Everybody likes getting a bit of recognition and applause.
The other day I was dissecting a human heart (as part of my medical school anatomy learning, not just for the banter!). I was the only guy in the group, and as it was somewhat messy and the girls didn’t want to get too hands on, I was left doing it all myself, holding this heart in my hand, cutting open the various chambers of the heart and feeling around for various structures. And if you donate your body to medical science after you die and they preserve your body so that people can dissect it, whatever they do causes the blood in the atria of the heart (the two top chambers) to solidify into a huge clot, which requires a lot of chipping away at and considerable picking out with tweezers to clear. It’s the kind of thing that you don’t want to eat too soon after doing. And at the end the girls were all like ‘Good job’ and even gave me a wee round of applause. (Is it just me or is praise that bit sweeter when it comes from members of the opposite sex…?)
Stuff like that is great for inflating your ego, making you think you are great. I’m sure you can recall some sort of situation where you got praise for doing something well. And if you’re anything like me, you’ll have had a feeling of satisfaction, and taken some pride in the fact that something you did well was recognised (especially if it is a member of the opposite sex you have managed to impress). But here’s what the Bible has to say about pride: “Pride leads to disgrace, but with humility comes wisdom.” (Proverbs 11:12)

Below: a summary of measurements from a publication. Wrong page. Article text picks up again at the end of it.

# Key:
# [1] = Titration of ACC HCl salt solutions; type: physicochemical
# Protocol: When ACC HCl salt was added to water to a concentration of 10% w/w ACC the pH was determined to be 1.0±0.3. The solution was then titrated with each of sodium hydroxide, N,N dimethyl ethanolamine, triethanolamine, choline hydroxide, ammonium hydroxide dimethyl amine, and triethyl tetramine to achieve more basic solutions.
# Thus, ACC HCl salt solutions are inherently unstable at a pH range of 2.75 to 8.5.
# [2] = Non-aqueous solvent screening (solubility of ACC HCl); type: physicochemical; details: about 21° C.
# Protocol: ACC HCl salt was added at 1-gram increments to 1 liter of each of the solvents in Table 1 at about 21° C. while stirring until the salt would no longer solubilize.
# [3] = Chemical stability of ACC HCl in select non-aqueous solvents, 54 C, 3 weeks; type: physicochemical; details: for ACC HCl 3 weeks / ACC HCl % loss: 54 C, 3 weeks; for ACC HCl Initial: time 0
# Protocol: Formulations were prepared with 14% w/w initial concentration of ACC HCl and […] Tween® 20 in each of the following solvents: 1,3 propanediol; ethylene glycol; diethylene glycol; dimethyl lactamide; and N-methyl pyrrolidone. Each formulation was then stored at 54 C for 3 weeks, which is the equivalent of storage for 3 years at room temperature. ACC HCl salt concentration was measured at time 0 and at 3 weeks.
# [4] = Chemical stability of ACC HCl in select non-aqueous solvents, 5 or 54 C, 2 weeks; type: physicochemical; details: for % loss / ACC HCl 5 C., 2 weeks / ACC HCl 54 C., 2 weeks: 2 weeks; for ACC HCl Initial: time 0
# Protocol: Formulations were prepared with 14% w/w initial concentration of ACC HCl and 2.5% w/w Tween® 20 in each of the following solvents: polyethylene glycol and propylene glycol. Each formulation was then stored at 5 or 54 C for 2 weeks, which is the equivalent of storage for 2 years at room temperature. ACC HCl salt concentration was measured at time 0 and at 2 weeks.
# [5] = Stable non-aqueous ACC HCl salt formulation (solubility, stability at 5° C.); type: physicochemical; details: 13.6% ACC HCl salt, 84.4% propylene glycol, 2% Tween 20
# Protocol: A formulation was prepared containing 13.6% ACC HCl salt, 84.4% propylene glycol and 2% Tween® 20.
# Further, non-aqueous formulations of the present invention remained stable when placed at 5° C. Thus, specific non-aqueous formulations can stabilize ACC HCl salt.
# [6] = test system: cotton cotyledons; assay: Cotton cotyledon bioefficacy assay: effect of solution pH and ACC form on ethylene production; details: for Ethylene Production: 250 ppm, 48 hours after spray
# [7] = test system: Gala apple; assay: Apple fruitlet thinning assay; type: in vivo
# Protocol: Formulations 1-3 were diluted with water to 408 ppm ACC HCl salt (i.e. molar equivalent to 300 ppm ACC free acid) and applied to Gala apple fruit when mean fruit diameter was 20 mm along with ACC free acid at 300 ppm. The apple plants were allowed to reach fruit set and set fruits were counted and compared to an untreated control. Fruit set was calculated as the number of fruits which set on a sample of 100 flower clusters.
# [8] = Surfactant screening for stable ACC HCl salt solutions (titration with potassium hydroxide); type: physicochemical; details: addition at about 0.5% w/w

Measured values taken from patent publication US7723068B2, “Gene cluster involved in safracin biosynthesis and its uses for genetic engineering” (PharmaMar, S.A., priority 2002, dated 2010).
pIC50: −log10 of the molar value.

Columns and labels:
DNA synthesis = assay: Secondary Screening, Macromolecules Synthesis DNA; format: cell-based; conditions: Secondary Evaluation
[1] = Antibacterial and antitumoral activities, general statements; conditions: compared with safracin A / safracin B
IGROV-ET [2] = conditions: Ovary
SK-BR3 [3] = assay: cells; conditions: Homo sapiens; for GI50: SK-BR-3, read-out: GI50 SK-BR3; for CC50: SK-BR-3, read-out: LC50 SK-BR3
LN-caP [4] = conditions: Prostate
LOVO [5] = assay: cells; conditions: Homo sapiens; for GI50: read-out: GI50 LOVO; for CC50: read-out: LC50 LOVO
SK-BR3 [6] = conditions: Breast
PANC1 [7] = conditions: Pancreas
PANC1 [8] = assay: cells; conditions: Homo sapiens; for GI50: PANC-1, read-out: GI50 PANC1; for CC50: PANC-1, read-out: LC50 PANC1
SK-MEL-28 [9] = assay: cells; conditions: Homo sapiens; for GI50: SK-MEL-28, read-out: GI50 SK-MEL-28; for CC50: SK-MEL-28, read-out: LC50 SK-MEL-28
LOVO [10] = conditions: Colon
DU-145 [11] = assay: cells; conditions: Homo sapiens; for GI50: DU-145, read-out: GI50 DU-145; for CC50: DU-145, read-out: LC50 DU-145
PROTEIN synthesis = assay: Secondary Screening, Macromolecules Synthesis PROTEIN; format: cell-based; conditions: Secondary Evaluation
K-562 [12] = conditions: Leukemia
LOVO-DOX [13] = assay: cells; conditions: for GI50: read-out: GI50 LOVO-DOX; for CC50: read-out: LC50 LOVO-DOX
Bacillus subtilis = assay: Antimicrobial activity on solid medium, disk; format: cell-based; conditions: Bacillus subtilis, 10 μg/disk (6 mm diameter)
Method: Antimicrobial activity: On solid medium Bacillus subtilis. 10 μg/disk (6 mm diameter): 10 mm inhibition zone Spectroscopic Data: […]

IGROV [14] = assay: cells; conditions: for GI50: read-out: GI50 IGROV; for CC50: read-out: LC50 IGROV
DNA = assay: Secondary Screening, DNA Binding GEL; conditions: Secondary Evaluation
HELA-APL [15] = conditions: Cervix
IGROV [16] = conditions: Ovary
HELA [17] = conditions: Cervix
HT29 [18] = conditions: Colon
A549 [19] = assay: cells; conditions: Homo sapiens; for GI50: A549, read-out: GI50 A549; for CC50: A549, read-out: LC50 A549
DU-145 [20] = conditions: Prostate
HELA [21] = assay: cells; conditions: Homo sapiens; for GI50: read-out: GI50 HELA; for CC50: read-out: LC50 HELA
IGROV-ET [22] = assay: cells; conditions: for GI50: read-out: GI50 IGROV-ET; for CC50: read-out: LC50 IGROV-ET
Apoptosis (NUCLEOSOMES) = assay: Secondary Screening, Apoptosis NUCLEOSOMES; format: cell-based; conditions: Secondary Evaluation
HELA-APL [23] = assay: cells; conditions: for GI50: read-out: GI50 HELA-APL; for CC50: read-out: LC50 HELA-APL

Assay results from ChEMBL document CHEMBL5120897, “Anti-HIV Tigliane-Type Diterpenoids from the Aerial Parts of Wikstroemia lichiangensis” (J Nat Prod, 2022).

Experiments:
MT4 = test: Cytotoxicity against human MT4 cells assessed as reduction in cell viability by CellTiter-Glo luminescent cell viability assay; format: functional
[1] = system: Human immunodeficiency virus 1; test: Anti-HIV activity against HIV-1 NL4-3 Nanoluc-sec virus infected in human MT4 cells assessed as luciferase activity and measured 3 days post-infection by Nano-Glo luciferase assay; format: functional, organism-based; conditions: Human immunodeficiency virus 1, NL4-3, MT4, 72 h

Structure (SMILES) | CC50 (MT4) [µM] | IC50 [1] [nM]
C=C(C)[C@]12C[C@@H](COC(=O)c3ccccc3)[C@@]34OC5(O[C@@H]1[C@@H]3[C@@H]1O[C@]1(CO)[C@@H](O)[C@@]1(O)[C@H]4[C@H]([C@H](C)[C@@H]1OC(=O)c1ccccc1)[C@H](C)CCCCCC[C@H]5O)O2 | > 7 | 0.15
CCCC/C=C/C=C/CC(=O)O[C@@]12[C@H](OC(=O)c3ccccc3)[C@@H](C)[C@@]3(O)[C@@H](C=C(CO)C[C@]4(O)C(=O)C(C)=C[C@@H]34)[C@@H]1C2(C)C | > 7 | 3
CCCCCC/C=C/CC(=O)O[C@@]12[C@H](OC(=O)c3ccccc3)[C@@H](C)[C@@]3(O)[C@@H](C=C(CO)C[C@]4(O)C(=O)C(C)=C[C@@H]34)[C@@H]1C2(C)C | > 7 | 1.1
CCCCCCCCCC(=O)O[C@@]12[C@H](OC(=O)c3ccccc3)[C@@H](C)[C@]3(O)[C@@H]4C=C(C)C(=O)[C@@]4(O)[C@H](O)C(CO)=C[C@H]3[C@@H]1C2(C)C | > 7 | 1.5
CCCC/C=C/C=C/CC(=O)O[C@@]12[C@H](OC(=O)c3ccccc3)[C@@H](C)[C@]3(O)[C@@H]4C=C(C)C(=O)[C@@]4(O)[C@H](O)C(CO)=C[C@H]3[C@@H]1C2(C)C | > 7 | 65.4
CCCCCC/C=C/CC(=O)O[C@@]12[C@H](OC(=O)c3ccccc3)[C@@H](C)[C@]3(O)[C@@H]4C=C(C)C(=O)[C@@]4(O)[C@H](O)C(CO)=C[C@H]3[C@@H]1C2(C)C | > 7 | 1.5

See the thing we need to be careful with when people are telling us that we’ve done something well is that we don’t get an inflated view of our own self-importance. For as Paul tells us in Galatians 6:3 “You are really a nobody.” Anything we are, anything we achieve, any abilities we have, it is all due to God. He is the one who deserves the glory for what He has done, in not just creating us, but redeeming us through the cross. Nothing we do can come close to that.
I’m not saying we should flee from all praise and recognition. And I’m definitely not saying we need a false humility where we go out of our way to talk down our abilities, for that is a denial of the skills God has given us. What I want to suggest is that we need to make sure that when we do find ourselves getting a bit of praise for something we have done is that we remember we have only been able to do it because God has enabled us to, and make sure that we don’t fall into Satan’s trap of thinking we are the big deal when what we have done pales into insignificance compared to the splendour of God. (To return to my dissection, while I may have done a good job of cutting a few holes and clearing out some clots of blood, it was God who created that heart.) And when we are doing things, we need to make sure we are not doing them to get the praise from our friends, or to look good in front of that person we really fancy, but to glorify God and to serve Him using the talents He has given us.
So today, rather than seeking praise for what you have done, seek to glorify God for He alone is worthy. Instead of seeking human approval through the things you do, look only to please your creator. Instead of aiming to impress that special someone, aim to live a life that impresses the special One. Don’t think too highly of yourself, instead think highly of God, and let all the praise go to Him, for all He has done.